this procedure was repeated until the whole group was replaced with naive
in the 5th generation, the original naive participant was replaced with another
naive participant - continued for 11 generations
after 11 generations, responses began to drift from the original norms
established by the original 4 highschool boys
Aschʼs Length Judgement Studies
on each trial, each participant is shown a line and a set of 3 lines - the task is to simply
indicate which of the three comparison lines matches the standard line in length
as the experiment begins, you learn that each member of the group is to announce
his or her judgment out loud so the entire group can hear.
in Aschʼs study, 7 members were confederates of the experimenter, instructed to
give the wrong answer on designated trials - only one individual was unaware of
the experimental condition
only 23% of the critical participants always gave the correct answer
the remaining 77% of the critical participants went along with the group on at least
one of the 12 trials
The Crutchfield Apparatus
in Aschʼs procedure, confederates needed to be carefully trained, and, like any
theatre production, their acting potentially different from session to session
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there was the possibility that the confederates would act differently depending on
how the critical participant responded
crutchfield apparatus: a machine that consists of an electrical panel with several
rows of lights; it allows the efficient study of conformity by simulating the responses
of numerous hypothetical participants
when participants arrive for the experiment, they are seated in separate
cubicles. Each cubicle contains an electrical panel with 5 rows of 11 lights and
one row of 11 switches.
experimenter explains each individual controls one row of lights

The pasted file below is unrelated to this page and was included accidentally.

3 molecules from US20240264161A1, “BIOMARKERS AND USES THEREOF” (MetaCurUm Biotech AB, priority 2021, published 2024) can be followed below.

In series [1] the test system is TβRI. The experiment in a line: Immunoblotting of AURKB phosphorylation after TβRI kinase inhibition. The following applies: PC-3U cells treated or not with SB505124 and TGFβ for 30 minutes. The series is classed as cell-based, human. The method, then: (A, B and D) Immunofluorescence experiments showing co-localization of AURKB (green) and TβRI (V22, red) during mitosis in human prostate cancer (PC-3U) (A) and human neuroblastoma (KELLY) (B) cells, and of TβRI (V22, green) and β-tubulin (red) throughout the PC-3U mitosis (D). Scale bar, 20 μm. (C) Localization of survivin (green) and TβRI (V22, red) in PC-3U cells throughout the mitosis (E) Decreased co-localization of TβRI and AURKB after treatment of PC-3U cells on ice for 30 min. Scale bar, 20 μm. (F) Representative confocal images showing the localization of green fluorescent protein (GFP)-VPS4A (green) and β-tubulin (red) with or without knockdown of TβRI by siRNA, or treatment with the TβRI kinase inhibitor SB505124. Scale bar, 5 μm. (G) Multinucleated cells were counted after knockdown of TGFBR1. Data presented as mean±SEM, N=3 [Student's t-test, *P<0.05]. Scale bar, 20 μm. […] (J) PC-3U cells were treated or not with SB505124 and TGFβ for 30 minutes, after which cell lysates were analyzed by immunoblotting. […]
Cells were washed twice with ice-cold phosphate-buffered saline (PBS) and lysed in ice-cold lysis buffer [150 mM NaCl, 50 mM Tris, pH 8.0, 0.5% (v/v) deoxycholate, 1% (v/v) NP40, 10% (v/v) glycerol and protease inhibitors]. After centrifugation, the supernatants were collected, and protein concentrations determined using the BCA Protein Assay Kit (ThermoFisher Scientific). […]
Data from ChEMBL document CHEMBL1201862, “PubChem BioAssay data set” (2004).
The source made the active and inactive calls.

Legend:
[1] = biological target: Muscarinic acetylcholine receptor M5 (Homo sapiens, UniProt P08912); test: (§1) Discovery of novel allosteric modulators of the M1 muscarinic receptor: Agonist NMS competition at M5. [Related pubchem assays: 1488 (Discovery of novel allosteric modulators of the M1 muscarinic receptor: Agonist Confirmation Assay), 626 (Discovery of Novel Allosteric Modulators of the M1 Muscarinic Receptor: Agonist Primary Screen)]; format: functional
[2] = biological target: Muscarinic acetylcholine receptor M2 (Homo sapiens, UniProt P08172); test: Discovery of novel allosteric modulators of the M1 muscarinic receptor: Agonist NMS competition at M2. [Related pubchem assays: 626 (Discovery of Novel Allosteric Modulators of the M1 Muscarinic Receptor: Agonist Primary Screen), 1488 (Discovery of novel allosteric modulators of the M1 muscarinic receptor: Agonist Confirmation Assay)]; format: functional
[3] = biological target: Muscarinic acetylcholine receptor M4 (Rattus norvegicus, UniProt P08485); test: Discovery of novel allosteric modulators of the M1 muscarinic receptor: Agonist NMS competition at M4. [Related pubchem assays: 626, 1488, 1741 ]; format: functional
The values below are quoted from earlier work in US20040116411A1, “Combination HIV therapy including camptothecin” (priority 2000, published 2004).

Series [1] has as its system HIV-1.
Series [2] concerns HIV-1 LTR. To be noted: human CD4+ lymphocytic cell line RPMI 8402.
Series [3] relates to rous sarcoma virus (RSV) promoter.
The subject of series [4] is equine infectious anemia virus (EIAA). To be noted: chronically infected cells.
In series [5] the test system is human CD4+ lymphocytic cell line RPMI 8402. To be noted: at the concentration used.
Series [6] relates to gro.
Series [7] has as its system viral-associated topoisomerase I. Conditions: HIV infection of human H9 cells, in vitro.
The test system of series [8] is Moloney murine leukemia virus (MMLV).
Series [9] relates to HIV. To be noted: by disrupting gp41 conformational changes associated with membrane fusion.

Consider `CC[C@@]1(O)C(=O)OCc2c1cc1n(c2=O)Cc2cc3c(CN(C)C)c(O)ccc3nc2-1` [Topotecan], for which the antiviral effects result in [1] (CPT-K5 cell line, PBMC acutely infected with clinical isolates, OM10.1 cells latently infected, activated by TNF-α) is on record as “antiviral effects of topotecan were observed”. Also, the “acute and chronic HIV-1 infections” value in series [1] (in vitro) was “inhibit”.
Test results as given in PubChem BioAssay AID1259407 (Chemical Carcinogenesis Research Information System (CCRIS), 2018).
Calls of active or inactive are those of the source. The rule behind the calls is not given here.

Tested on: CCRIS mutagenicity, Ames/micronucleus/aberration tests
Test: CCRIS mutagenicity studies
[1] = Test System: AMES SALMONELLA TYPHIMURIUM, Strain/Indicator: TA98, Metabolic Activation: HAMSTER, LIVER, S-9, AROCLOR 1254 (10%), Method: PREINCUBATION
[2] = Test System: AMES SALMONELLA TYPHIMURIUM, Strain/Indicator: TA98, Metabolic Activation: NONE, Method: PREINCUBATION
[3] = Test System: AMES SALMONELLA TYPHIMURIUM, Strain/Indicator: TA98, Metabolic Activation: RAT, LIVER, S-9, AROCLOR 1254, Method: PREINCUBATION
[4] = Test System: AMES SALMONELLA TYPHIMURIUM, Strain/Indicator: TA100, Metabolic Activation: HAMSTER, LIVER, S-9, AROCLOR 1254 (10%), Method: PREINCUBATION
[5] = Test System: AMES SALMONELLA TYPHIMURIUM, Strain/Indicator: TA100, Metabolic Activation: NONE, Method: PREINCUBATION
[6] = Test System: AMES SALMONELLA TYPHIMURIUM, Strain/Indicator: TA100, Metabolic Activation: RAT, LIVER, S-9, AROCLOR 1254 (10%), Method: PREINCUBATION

as each person indicates her response (by throwing one of the 11 switches), a
corresponding light will be illuminated on the panel in all cubicles - each
participant believes that he or she will learn about the responses of others and
that his or her own responses will be publicly known
in reality, experimenter controls all of the lights
Crutchfieldʼs findings were similar to Aschʼs in that he used a variety of other
tasks such as perceptual judgements, attitudes, opinions, etc
EXCEPTION: in the case of expressing personal preferences, there was little or
no effect of group pressure
Nature of the Task
the amount of conformity found in Asch-type experiments, or using the Crutchfield
apparatus, depends on features of the judgement task
conformity is more likely when tasks are ambiguous
conformity is also influenced by the difficulty of the task - difficult tasks may
increase conformity as uncertainty is increased
on the other hand, difficulty may reduce conformity because it is okay to
differ from others when a task is difficult
on ambiguous or difficult tasks, other peopleʼs responses exert both informational
and normative influences, whereas on clear and easy tasks, only normative
influence occurs.
on difficult tasks, individual not only feels some normative pressure to go along
with othersʼ judgements, but the individual also uses the othersʼ judgements as
a source of information about the correct answer (which is not true on clear and
easy tasks) - additional impact of informational influence increases the overall
rate of conformity on ambiguous/difficult tasks
Individual Differences
people who remain independent are somewhat higher in their motivation to
achieve and in their leadership ability than people who conform
these individuals tend to be more confident about their judgments
people who remained independent tend to be less concerned about obtaining the
approval of others, less authoritarian, and less conscientious
individuals with high self-esteem are less likely to conform than individuals with low
self-esteem especially when high-esteem is based on intrinsic qualities like
honesty or generosity, as opposed to extrinsic things like achievements
age also plays a role in conformity - conformity to same age peers increases
during elementary school, peaks around grade 9, and then declines up to the
university years